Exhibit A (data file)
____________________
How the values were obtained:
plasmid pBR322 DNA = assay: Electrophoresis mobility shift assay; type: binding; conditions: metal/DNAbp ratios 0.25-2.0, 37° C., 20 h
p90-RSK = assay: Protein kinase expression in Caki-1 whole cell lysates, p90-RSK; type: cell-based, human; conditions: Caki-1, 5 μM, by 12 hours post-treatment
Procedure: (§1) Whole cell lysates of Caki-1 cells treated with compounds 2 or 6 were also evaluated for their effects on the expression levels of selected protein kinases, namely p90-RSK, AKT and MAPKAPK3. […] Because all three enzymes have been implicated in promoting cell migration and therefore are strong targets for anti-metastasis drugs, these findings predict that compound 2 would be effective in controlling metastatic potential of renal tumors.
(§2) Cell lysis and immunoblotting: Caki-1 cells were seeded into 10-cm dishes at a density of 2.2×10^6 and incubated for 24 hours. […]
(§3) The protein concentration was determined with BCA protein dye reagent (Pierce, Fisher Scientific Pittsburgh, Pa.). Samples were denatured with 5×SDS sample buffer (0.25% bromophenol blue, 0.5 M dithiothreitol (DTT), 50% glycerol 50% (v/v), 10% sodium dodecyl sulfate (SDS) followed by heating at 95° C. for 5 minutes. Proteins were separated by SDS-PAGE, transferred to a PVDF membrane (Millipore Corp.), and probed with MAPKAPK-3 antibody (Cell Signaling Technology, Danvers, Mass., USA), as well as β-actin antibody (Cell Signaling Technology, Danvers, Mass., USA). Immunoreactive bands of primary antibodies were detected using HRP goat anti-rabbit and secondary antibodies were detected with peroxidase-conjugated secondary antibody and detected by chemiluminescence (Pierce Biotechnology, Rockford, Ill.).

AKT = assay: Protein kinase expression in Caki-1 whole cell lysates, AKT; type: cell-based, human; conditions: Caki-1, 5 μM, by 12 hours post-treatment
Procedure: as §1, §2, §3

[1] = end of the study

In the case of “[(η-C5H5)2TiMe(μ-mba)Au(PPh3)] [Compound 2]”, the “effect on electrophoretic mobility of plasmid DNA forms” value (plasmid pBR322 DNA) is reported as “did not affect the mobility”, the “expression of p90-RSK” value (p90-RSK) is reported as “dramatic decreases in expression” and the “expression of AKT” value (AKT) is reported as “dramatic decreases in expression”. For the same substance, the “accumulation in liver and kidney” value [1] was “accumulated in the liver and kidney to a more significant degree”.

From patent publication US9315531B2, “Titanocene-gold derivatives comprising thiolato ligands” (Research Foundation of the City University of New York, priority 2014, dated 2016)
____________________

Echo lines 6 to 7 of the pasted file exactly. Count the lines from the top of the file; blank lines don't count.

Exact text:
(§3) The protein concentration was determined with BCA protein dye reagent (Pierce, Fisher Scientific Pittsburgh, Pa.). Samples were denatured with 5×SDS sample buffer (0.25% bromophenol blue, 0.5 M dithiothreitol (DTT), 50% glycerol 50% (v/v), 10% sodium dodecyl sulfate (SDS) followed by heating at 95° C. for 5 minutes. Proteins were separated by SDS-PAGE, transferred to a PVDF membrane (Millipore Corp.), and probed with MAPKAPK-3 antibody (Cell Signaling Technology, Danvers, Mass., USA), as well as β-actin antibody (Cell Signaling Technology, Danvers, Mass., USA). Immunoreactive bands of primary antibodies were detected using HRP goat anti-rabbit and secondary antibodies were detected with peroxidase-conjugated secondary antibody and detected by chemiluminescence (Pierce Biotechnology, Rockford, Ill.).

AKT = assay: Protein kinase expression in Caki-1 whole cell lysates, AKT; type: cell-based, human; conditions: Caki-1, 5 μM, by 12 hours post-treatment